Chain, Chest, Curse: Combating Book Theft in Medieval Times


Do you leave your e-reader or iPad on the table in Starbucks when you are called to pick up your cup of Joe? You’re probably not inclined to do this, because the object in question might be stolen. The medieval reader would nod his head approvingly, because book theft happened in his day too. In medieval times, however, the loss was much greater, given that the average price of a book – when purchased by an individual or community – was much higher. In fact, a more appropriate question would be whether you would leave the keys in the ignition of your car with the engine running when you enter Starbucks to order a coffee. Fortunately, the medieval reader had various strategies to combat book theft. Some of these appear a bit over the top to our modern eyes, while others seem not effective at all.

The least subtle but most effective way to keep your books safe…

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Anais Nin

“We write to taste life twice, in the moment and in retrospect.” —Anaïs Nin

Blog Lovin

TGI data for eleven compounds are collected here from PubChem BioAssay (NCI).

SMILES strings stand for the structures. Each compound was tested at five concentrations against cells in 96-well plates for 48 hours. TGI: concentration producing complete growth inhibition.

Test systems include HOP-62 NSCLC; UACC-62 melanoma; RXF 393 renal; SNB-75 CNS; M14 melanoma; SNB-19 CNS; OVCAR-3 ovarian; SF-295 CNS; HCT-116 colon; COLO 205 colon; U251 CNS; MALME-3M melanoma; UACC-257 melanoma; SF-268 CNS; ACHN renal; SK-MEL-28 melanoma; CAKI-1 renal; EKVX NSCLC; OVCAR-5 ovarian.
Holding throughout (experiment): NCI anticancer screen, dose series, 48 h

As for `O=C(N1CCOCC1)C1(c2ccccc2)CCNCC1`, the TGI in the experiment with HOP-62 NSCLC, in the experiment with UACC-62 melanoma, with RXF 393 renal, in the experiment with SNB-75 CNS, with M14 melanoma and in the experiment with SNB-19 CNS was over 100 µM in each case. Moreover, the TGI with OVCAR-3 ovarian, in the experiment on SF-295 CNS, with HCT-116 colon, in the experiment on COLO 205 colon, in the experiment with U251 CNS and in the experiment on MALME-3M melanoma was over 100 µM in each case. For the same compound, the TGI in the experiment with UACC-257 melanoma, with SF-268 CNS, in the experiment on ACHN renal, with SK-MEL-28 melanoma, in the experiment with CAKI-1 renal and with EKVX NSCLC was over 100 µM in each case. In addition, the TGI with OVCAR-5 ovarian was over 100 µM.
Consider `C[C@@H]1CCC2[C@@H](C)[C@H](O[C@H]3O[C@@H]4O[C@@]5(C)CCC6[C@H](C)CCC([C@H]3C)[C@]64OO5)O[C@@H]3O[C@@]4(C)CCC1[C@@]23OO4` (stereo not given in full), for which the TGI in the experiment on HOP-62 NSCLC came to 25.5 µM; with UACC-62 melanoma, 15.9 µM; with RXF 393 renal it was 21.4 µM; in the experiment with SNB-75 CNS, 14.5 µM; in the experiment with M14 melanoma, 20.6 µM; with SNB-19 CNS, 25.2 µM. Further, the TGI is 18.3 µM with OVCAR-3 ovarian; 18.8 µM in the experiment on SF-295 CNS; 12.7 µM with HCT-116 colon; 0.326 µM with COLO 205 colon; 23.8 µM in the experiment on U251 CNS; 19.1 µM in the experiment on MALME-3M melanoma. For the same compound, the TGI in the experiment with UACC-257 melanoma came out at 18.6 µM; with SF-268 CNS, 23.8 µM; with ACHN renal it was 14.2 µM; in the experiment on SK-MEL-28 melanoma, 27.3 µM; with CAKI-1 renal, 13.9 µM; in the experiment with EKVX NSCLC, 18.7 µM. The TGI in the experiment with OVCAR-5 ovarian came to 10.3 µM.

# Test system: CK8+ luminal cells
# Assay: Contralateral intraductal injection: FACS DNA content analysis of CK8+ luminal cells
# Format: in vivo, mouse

Okay, final post. Check out my feeds on Blog Lovin or hit the new link to the right to follow my posts.


There is one thing in this world you must never forget to do.
Human beings come into this world to do particular work.
That work is their purpose, and each is specific to the person.
If you forget everything else and not this,
there’s nothing to worry about.
If you remember everything else and forget your true work,
then you will have done nothing with your life.

Rumi (from The Soul of Rumi, translated by Coleman Barks)

Word Count

Do you keep track of your word count for each day? I started a spreadsheet to track each project and how much I get done at a time during last year’s NaNoWriMo and kept it going this year so here are my Stats for the year.

Total word count for the year: 346,552 words
Average word count per day: 982 words
Number of projects/columns: 23

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